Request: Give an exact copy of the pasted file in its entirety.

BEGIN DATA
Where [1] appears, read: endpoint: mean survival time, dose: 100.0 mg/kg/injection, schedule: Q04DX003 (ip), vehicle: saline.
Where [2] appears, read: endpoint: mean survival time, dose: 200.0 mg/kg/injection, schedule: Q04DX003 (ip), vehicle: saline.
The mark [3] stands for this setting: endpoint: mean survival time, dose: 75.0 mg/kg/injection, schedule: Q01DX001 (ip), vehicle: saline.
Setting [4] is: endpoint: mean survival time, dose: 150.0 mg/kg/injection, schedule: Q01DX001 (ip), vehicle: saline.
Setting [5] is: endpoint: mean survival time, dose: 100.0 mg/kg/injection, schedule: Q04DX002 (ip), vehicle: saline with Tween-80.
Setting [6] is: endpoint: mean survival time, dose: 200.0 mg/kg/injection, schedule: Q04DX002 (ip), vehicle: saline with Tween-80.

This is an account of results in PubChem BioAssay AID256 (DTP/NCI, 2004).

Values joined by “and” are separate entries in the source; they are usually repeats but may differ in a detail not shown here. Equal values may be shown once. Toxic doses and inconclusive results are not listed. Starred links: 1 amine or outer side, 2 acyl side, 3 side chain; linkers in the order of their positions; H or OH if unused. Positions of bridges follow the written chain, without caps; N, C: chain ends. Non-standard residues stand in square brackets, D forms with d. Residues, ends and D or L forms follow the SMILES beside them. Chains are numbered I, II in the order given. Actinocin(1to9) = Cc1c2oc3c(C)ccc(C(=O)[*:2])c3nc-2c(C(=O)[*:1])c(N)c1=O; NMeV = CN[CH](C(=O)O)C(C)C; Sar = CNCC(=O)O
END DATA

Where [1] appears, read: endpoint: mean survival time, dose: 100.0 mg/kg/injection, schedule: Q04DX003 (ip), vehicle: saline.
Where [2] appears, read: endpoint: mean survival time, dose: 200.0 mg/kg/injection, schedule: Q04DX003 (ip), vehicle: saline.
The mark [3] stands for this setting: endpoint: mean survival time, dose: 75.0 mg/kg/injection, schedule: Q01DX001 (ip), vehicle: saline.
Setting [4] is: endpoint: mean survival time, dose: 150.0 mg/kg/injection, schedule: Q01DX001 (ip), vehicle: saline.
Setting [5] is: endpoint: mean survival time, dose: 100.0 mg/kg/injection, schedule: Q04DX002 (ip), vehicle: saline with Tween-80.
Setting [6] is: endpoint: mean survival time, dose: 200.0 mg/kg/injection, schedule: Q04DX002 (ip), vehicle: saline with Tween-80.

This is an account of results in PubChem BioAssay AID256 (DTP/NCI, 2004).

Values joined by “and” are separate entries in the source; they are usually repeats but may differ in a detail not shown here. Equal values may be shown once. Toxic doses and inconclusive results are not listed. Starred links: 1 amine or outer side, 2 acyl side, 3 side chain; linkers in the order of their positions; H or OH if unused. Positions of bridges follow the written chain, without caps; N, C: chain ends. Non-standard residues stand in square brackets, D forms with d. Residues, ends and D or L forms follow the SMILES beside them. Chains are numbered I, II in the order given. Actinocin(1to9) = Cc1c2oc3c(C)ccc(C(=O)[*:2])c3nc-2c(C(=O)[*:1])c(N)c1=O; NMeV = CN[CH](C(=O)O)C(C)C; Sar = CNCC(=O)O